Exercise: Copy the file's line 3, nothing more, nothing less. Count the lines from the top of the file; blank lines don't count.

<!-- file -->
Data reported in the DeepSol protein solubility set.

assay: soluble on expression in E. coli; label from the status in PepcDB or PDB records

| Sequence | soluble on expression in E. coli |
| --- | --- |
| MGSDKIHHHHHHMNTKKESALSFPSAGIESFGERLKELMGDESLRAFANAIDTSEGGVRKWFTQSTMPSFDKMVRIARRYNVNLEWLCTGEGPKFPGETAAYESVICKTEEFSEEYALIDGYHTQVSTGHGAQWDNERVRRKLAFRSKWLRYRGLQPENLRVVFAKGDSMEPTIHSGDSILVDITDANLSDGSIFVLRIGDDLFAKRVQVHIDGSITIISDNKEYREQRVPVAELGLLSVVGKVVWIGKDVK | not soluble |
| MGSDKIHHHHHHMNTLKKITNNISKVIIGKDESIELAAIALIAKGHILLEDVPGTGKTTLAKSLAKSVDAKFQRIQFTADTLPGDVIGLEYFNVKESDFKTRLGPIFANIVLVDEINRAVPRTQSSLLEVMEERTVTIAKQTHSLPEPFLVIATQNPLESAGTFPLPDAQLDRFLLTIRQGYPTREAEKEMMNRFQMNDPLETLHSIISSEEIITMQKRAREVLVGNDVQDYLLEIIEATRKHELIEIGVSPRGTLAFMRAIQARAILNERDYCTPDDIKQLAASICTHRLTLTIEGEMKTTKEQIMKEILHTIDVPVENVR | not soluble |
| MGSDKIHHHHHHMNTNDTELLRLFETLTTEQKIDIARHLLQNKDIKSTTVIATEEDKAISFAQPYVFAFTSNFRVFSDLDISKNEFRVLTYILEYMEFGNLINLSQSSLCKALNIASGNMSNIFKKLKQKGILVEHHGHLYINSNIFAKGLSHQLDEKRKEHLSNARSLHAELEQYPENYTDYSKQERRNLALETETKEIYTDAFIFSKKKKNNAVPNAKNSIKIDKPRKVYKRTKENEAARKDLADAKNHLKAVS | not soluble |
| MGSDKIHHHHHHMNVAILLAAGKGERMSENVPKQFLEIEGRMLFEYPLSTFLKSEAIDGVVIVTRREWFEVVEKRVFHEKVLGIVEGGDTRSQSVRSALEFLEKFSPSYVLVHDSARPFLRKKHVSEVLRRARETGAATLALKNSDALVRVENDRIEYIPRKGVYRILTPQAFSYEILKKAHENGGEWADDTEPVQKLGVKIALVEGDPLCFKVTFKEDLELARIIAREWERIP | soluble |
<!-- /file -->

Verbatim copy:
| Sequence | soluble on expression in E. coli |